Converting CRP to crops? Start in the fall

When Gerald Curry of Ponca purchased a quarter section of Conservation Reserve Program land, he had two options. With only one year remaining in the CRP contract, he could have tried to bid the ground back into the program during the next sign-up, if rental rates were agreeable.

Or he could break up the land, consisting mostly of bromegrass, and farm it. For Curry, profitable grain prices helped determine his choice, but preparing the land for row crops required having a plan.

“We started in the fall with a Roundup treatment in early September,” Curry says. “A couple of weeks after the treatment, we burned it.” Curry hired the Newcastle Volunteer Fire Department to conduct the burn, which removed much of the dried grass residue.

The land was rough with gopher holes and mounds of dirt, so Curry disked twice after burning. “The biggest challenge to getting CRP land farmable was getting it tilled, mostly because of the roughness and brome sod,” Curry says. It was difficult to keep from bouncing out of the tractor seat during disking.

Curry also removed several buildings and large cottonwood trees from an abandoned farmstead on the property. In lower sloughs, he cut small cottonwood saplings and popped out stumps with a skid loader.

Lost fertility

Fertility on the land had been depleted because no fertilizer had been applied throughout the CRP contract period. “We had to double the rate,” preparing the land for planting corn in the spring, Curry says.

Unless there are legumes in the plant mixture, farmers would expect nitrogen to be depleted on CRP land, says Charles Shapiro, University of Nebraska Extension soil scientist.

“Grass does a good job of scavenging for nitrogen,” he says. “It seems that you don’t get a release of very many nutrients from the soil in the first year after CRP.”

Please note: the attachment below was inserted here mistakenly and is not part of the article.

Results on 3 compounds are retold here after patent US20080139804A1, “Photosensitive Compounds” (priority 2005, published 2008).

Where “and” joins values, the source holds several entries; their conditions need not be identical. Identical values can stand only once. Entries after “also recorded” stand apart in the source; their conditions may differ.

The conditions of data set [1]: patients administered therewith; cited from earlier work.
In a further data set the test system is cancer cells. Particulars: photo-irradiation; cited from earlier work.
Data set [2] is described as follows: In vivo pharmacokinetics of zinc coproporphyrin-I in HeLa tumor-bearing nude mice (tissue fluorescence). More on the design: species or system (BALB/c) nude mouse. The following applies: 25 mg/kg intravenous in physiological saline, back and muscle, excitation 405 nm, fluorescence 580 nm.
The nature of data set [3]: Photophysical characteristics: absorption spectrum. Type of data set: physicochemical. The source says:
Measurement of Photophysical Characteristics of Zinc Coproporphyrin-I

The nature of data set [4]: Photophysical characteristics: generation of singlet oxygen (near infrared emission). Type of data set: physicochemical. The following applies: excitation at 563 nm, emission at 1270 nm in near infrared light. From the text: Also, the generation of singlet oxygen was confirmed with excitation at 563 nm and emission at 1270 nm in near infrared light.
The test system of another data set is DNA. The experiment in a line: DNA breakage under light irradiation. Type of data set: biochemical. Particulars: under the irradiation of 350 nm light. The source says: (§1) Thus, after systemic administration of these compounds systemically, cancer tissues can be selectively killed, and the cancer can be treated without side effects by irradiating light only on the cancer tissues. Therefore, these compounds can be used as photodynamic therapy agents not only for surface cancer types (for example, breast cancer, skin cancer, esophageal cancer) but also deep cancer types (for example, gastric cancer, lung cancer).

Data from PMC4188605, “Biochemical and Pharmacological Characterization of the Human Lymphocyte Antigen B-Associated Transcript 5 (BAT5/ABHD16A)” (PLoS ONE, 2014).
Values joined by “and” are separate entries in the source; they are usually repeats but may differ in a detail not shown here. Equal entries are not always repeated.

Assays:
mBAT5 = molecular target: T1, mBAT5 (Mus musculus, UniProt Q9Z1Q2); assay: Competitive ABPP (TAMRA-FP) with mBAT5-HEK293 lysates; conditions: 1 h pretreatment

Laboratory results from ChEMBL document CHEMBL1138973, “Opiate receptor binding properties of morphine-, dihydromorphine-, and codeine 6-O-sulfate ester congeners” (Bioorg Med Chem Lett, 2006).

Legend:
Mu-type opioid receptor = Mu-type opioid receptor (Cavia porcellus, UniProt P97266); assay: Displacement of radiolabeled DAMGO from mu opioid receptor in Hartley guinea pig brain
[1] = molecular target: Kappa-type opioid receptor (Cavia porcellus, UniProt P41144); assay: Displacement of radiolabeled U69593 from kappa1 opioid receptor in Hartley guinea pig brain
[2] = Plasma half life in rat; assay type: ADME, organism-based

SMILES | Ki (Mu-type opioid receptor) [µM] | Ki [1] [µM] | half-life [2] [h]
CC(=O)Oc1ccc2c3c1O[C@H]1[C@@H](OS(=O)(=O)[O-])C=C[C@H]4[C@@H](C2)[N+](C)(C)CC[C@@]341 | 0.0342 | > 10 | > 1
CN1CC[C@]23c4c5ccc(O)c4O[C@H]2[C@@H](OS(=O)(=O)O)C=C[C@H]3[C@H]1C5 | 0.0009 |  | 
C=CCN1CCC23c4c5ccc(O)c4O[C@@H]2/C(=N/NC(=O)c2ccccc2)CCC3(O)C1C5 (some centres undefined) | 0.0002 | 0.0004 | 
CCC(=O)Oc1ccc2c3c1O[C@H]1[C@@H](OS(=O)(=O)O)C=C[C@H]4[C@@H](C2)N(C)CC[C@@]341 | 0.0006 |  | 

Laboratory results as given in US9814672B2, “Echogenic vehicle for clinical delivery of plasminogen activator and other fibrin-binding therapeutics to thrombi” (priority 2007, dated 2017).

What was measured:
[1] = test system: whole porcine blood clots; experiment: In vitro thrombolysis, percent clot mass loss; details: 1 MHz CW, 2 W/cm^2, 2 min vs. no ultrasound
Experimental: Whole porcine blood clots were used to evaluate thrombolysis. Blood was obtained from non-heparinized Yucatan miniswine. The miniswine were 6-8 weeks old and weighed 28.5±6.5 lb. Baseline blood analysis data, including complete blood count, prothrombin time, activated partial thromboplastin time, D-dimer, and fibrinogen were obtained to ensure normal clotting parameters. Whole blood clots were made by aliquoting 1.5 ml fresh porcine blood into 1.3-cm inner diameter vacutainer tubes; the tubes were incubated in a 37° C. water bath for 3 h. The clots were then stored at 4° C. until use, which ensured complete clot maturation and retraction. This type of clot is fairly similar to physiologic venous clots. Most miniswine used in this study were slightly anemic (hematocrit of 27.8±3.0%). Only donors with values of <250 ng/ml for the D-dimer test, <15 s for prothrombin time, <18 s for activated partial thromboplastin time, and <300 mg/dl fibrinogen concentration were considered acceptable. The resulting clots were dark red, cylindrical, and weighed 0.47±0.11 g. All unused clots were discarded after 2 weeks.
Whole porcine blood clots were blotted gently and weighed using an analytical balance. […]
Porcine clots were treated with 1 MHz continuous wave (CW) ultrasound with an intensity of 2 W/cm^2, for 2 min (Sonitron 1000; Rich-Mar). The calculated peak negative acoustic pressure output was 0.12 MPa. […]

He recommends testing the soil for phosphorus and potassium, as well. “In some situations, it really makes sense to plant soybeans in the first year, because you don’t have to worry about nitrogen,” he says. Soybean stands are more forgiving, says Shapiro, because they will compensate for short gaps.

For Curry, it took more disking to prepare his seedbed for planting corn. “We had a decent stand and a decent crop,” he says.

Curry is working toward no-till production on his rolling, clay loam hills. Because he plants corn at higher populations, residue created by outstanding corn crops provides extra mulch on top of the soil, holding soil in place on highly erodible hills.

This season, with plans to plant soybeans in the field, too much residue becomes a problem in low, fertile areas, Curry says. For Curry, the conversion of heavy brome CRP to row crops went smoothly, except for disking rough terrain. “Be sure to start in the fall,” he says.

Killing grasses, removing residue and building an optimal seedbed for a crop the following year requires extra time, planning and fertility management.

If you have questions about converting CRP to crops, contact Charles Shapiro, UNL Extension soil scientist, at 402-584-3803, or email cshapiro1@unl.edu.

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Planning ahead: Gerald Curry of Ponca started preparing his former CRP land in the fall for planting corn the next spring. This season, he will follow with soybeans.

This article published in the May, 2011 edition of NEBRASKA FARMER.

All rights reserved. Copyright Farm Progress Cos. 2011.